Mexico interim boss Ricardo Ferretti won't betray Tigres for national team job

Ricardo "Tuca" Ferretti began his second stint as interim coach of the Mexican national team on Monday, but stressed his contract with Tigres impedes him from taking over on a permanent basis.

The Brazilian has previously stated he doesn't want to be put forward as a candidate for the national team, even with the 64-year-old enjoying widespread support for the position.

"The reason [for not wanting to be Mexico coach] is that last month I started a new three-year contract [with Tigres]," said Ferretti in a news conference on Monday. "Continuity in a Mexican team is almost impossible and Tigres have given it to me and with with these three years I'll complete 11 years in the same institution.

"Do you remember if that has ever happened in Mexican football? That loyalty between us is very important," he continued. "Every coach would like to be here in my place, managing the national team, but they'd also want what I have in Tigres.

"It'd be betraying [Tigres], stabbing them [in the back] after the institution supported me in the bad and the good times."

Ferretti trained the Mexico squad on Monday morning in preparation for upcoming games against Uruguay (Sept. 7 in Houston) and the United States (Sept. 11 in Nashville) and believes that the young group of players has a bright future.

"I don't have any doubt that this team will do well, I like coming up against tough opponents and for the players to start getting experience," he said, adding that the young group should be given time to develop and not be too focused on results in friendlies.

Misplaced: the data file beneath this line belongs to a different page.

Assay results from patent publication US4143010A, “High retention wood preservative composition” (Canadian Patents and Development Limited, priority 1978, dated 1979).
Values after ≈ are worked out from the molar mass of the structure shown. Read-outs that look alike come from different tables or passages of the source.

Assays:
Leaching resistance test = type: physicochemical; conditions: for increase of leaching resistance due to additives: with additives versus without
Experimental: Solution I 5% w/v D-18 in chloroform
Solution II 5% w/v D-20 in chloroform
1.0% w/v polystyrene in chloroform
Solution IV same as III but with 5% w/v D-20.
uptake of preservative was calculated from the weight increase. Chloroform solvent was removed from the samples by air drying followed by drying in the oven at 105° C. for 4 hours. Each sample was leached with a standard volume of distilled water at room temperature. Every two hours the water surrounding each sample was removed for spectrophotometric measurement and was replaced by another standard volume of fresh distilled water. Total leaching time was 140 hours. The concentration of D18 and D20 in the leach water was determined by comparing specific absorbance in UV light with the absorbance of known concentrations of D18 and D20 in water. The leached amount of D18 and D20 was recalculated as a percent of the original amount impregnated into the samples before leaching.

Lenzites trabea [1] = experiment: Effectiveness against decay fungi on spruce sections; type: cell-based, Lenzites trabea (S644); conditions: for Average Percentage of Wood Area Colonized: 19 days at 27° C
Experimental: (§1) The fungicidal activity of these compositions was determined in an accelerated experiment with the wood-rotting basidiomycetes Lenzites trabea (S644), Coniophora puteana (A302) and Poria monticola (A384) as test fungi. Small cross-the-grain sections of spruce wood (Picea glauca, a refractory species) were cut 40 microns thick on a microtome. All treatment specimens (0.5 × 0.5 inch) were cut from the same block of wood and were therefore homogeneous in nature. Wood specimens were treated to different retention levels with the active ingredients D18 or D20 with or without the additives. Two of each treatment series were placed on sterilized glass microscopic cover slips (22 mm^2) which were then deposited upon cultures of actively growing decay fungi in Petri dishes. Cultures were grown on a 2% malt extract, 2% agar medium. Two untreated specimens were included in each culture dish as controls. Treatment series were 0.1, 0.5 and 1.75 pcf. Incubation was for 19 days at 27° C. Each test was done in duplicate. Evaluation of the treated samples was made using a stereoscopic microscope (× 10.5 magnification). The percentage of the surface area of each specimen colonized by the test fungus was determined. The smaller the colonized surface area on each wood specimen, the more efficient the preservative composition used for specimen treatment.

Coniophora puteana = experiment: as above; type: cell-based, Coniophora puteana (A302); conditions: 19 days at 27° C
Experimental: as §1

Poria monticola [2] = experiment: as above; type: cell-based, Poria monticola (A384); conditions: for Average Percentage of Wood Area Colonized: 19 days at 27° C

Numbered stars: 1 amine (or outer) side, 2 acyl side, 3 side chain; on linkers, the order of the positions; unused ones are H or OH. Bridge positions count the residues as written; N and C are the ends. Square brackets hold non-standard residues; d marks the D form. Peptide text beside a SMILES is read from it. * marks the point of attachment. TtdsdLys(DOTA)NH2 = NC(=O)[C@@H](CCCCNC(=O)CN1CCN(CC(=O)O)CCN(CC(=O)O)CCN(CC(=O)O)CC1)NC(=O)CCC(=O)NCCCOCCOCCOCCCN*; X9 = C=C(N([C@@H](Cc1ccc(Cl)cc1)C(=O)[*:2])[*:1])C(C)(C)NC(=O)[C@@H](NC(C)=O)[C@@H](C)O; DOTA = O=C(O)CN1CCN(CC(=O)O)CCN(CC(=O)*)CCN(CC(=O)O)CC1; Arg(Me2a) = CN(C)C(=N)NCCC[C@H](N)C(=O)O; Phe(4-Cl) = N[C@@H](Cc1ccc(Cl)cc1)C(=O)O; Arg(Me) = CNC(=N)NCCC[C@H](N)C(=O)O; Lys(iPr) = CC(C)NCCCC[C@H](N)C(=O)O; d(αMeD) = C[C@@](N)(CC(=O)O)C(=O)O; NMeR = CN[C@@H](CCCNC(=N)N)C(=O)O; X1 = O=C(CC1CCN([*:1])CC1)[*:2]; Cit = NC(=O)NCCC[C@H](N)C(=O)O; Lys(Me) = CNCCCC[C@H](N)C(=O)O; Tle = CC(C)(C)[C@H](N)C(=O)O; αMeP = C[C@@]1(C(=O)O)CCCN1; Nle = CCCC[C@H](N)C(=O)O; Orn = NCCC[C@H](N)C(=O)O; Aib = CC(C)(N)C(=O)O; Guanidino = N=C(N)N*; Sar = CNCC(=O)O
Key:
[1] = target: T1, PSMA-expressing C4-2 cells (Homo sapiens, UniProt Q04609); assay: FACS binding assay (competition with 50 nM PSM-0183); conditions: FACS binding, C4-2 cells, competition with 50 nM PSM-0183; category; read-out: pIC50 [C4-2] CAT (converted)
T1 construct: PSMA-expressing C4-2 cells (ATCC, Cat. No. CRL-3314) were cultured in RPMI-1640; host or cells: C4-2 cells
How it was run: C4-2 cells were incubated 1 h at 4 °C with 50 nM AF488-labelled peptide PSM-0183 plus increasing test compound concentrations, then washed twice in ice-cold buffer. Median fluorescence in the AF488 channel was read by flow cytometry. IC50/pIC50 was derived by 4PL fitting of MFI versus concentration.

"What I hope for is that over these six games the youngsters are able to convince whoever comes in that they deserve to be here."

Established Europe-based players like Andres Guardado, Javier Hernandez and Hector Herrera were left out of this current squad, with Ferretti suggesting that he already knows what they are capable of.

"Naturally they are great players who will always be welcome, depending on the need to call them up or not," said the former Pumas manager. "We already know them and using them again would be more of the same, I don't have any doubts they'd do well."

Ferretti's squad has been affected by injury, with Carlos Salcedo and Rodolfo Pizarro picking up knocks over the weekend and Jesus Gallardo leaving training early on Monday to undergo tests.

Ferretti also seemed to take a dig at former Mexico manager Miguel Herrera, who suggested last week that the current El Tri squad has been drawn up by the federation.

Herrera was infamously removed from his position after throwing a punch at a reporter in Philadelphia after his team had won the 2015 Gold Cup.

"There will be positive and negative criticism and I'm not going to answer it all," said Ferretti. "If you criticize me the one thing I won't do is hit anyone."

The Mexican national team will remain in Mexico City until Thursday, when it will fly in to Houston for its first game in the post-Juan Carlos Osorio era.